Larry Bowa has been asked a lot about Jan. 27, 1982.

The Philadelphia Phillies parted ways with Bowa and a young infielder by the name of Ryne Sandberg that day, sending them to the Chicago Cubs for Ivan DeJesus.

He didn't want to go.

Ruly Carpenter was the owner of the Phillies during the 1981 season and the two sat down and talked, agreeing on a three or four year verbal contract. Bill Giles, however, took over the team in the offseason and naturally a new owner doesn't have to honor what the old owner did especially since there was no signed contract.

The Phillies offered him a two-year deal, Bowa turned it down and told them they would have to trade him. And they did.

"I always remind Ryne he was the throw in," said Bowa, prior to Thursday night's Scranton/Wilkes Barre-Lehigh Valley IronPigs game which featured Sandberg Bobblehead night. "Obviously, I turned out to be the throw in. It was a good time playing with him. He was a good player and he's been doing a good job managing also.

"I was shocked that he didn't get a major league job. I just think he'd do a great job as a manager up in the big leagues. I guess everyone is afraid to give a guy a job for the first time, but he's paid his dues. He'll get an opportunity. I thought for sure he was going to go to the Cubs. I thought it would be a perfect situation."

Bowa, a manager himself with the Phillies and the San Diego Padres, doesn't miss calling the shots but didn't rule out entertaining offers down the road. Right now he's content being an analyst with MLB Network.

"I think I needed to take a break," he said. "I like what I'm doing. They ask your opinion on certain things and basically you're watching games every day. Before I came here there were four games on. I watched the Mets, Bell struggled again and blew a save and the Angels lost. Closers for some reason, maybe it's the month of April, are struggling."

Bowa reflected back on his playing days with Sandberg after they were traded to the Cubs.

"I knew he was going to be a good player, but to say he was going to hit that many home runs, no way," Bowa said. "But you could see he was very athletic. When he first joined the Cubs, he played center, second base and third base. That's hard to do for a young kid.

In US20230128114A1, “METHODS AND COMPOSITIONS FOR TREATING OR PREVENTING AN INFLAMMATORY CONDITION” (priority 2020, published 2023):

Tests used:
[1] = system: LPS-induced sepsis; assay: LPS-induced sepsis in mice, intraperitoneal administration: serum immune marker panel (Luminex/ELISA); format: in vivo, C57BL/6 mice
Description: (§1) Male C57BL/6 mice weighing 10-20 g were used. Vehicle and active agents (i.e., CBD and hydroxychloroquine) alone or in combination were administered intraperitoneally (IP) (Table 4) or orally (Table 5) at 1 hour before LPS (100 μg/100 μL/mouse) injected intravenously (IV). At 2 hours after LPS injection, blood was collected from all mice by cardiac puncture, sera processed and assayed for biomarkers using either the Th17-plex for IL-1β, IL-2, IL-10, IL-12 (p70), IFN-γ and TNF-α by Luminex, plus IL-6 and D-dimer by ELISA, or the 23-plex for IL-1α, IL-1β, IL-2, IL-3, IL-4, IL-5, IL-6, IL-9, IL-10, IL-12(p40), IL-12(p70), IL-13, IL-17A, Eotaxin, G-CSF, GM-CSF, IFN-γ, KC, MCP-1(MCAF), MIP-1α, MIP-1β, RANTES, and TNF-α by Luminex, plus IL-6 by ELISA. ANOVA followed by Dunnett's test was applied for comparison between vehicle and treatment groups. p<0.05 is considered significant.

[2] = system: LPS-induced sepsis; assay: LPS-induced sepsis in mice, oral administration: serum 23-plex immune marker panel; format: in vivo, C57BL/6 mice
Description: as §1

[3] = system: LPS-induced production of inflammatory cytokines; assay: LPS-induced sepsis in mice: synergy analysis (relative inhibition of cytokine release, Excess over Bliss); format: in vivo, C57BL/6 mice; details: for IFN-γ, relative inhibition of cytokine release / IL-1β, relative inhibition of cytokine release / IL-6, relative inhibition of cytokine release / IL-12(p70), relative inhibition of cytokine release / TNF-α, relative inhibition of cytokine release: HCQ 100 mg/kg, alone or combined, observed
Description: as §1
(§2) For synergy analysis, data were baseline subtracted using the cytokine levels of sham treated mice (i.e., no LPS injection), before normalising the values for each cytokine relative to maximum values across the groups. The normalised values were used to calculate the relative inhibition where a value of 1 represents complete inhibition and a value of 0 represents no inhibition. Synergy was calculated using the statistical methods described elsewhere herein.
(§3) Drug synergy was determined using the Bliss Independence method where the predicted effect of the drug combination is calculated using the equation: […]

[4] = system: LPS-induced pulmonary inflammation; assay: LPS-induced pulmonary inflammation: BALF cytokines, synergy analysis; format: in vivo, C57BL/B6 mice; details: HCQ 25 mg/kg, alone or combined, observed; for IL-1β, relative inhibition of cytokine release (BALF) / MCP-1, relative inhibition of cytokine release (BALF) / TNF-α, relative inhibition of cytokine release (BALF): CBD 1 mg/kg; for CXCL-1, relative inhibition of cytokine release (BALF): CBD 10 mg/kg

"He started out 1-for-32 at the plate. That tells you something about his mental toughness."

Sandberg played in the shadow of Bowa in Philadelphia when he got called up in September before the trade.

"He was standing behind me when I was taking grounders and I kept looking over my shoulder," Sandberg quipped. "I said 'are you going to jump in here?' and he said 'no, I'll wait until your done.' and that showed how very respectful he was."

When the two got traded, Bowa called him and told Sandberg to meet him three weeks before spring training started.

"I told him we would work together every day and he was there every day," said Bowa. "He had an unbelievable career in Chicago. Well obviously, he's a Hall of Famer."

Bowa remembers the 1984 season in Chicago when the Cubs had quite the season.

"It was fun, memorable and disappointing," Bowa mentioned. "That's when we played all day games. After a day game, you'd go out to dinner and we didn't have to pay for one dinner in Chicago. They were so keyed up for the Cubs. We win the first two playoff games against San Diego and then lost three straight. That was really tough."

Bowa also cautioned Phillies fans not to panic while watching the slow start that the team has had.

"We know they have great pitching," he said. "I thought they'd hit a little better. I know it's early in the season, but up until now they have not hit. I know when you lose (Chase) Utley and (Ryan) Howard that's going to hurt you and hopefully they'll get back.

"But if you look at their record the last two or three years, they're right around .500 until June so they can do that. Everyone's drinking the Washington Kool Aid right now. They (the Nationals) have never played over .500 so you have to see what happens there. It's going to be a good race."